Microsoft wonders if disabling just-in-time compilation of JavaScript improves browser security

Edge is getting a 'Super Duper Security Mode' to test the idea. Yes, that is the actual name


Microsoft is conducting an experiment it hopes will improve browser security – by making its Edge offering worse at running JavaScript

As explained in a post by Johnathan Norman, the vulnerability research lead for Microsoft Edge, JavaScript is the juiciest target when trying to crack a browser – because engines like Google's V8 and the just-in-time compilation (JIT) techniques they employ use "a remarkably complex process that very few people understand" and have "a small margin for error" in the way they handles code.

We live with that because the likes of V8 mean JavaScript zips along very nicely when used with JIT, making all sorts of in-browser fun possible.

But it also means all sorts of in-browser evil is possible. Norman cites data suggesting 45 per cent of CVEs issued for V8 were related to its JIT engine.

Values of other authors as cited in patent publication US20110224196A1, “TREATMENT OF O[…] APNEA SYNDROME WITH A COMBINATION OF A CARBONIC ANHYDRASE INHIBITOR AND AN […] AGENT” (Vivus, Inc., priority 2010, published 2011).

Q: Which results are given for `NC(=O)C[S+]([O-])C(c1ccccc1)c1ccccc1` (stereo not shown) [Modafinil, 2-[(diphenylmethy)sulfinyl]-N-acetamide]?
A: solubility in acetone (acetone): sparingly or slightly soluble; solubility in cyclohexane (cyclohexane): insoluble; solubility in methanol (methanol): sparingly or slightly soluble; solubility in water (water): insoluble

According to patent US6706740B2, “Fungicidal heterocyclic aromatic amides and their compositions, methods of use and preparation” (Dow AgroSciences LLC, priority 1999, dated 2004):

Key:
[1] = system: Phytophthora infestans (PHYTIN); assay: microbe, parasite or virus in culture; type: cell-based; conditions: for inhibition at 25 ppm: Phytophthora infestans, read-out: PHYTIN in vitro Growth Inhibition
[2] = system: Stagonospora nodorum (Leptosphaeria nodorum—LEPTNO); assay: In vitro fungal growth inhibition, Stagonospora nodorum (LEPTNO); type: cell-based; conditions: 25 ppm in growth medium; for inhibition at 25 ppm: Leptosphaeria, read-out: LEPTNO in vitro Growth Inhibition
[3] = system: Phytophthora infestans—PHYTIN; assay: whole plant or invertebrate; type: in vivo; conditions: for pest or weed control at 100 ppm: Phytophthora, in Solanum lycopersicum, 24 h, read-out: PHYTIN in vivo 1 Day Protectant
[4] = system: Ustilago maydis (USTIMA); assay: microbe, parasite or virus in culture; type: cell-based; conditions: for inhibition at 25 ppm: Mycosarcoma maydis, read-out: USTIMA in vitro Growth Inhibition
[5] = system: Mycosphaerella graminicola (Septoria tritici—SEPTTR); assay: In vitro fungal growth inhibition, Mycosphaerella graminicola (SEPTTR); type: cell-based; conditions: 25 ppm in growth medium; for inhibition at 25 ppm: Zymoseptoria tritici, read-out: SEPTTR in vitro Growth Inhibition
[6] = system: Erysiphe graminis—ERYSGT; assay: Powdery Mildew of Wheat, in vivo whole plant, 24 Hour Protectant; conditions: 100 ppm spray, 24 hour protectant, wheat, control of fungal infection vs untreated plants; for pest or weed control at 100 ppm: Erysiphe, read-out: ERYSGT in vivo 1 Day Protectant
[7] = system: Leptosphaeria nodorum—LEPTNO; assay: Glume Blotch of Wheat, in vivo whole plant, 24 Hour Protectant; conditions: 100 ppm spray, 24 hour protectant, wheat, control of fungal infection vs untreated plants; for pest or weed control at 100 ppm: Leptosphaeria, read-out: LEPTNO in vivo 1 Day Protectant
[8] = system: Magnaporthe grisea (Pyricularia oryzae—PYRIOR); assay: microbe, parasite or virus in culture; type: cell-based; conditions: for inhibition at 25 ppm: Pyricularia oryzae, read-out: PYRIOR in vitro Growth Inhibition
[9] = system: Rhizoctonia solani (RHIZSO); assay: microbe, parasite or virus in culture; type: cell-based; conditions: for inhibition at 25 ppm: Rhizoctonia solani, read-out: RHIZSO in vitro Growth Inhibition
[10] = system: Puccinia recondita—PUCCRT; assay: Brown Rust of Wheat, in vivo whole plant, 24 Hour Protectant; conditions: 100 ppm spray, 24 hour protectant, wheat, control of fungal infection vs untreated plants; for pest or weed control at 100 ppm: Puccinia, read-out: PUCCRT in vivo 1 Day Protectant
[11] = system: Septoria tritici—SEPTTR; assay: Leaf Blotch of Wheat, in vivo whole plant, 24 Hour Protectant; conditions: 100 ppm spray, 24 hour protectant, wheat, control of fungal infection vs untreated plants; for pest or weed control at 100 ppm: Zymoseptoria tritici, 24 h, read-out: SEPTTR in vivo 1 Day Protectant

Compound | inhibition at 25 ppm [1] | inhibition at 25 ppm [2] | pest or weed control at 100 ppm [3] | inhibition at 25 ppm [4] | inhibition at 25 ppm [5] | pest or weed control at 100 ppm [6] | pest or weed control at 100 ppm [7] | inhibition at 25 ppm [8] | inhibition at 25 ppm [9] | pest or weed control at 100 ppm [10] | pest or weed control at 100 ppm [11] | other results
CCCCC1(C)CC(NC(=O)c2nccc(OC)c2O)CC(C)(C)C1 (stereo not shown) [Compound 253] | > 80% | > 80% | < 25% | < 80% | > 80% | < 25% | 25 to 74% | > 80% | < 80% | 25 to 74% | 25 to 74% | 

Norman argues that these days JIT doesn't make a massive difference to browser performance. He also points out that the presence of V8's JIT prevents the use of alternative mitigations.

Microsoft is therefore going to try to build what it calls "Super Duper Security Mode" for Edge, by disabling JIT and eventually adding other security mitigations – namely Controlflow-Enforcement Technology (CET) and Arbitrary Code Guard and Control Flow Guard.

Superheroes stare at screen with MS Edge logo

Click to enlarge

"Super Duper Security Mode" is already available. Type edge://flags/#edge-enable-super-duper-secure-mode into Edge and the browser provides a long list of its security controls so you can see what you'll be missing if you decide to join Microsoft's experiment.

"This is of course just an experiment; things are subject to change, and we have quite a few technical challenges to overcome," Norman wrote. "Also, our tongue-in-cheek name will likely need to change to something more professional when we launch as a feature. For now, we are going to continue having fun with it."

A more "professional" (read: less goofy) name could be a good thing. Or maybe not.

Despite being baked into over a billion machines running Windows 10 – which includes rather insistent nagware encouraging use of the browser – Edge has just 3.41 per cent market share according to statcounter Global Stats. A fun name like "Super Duper Security Mode" might make more of a difference to users than hard-to-appreciate changes to security plumbing. ®

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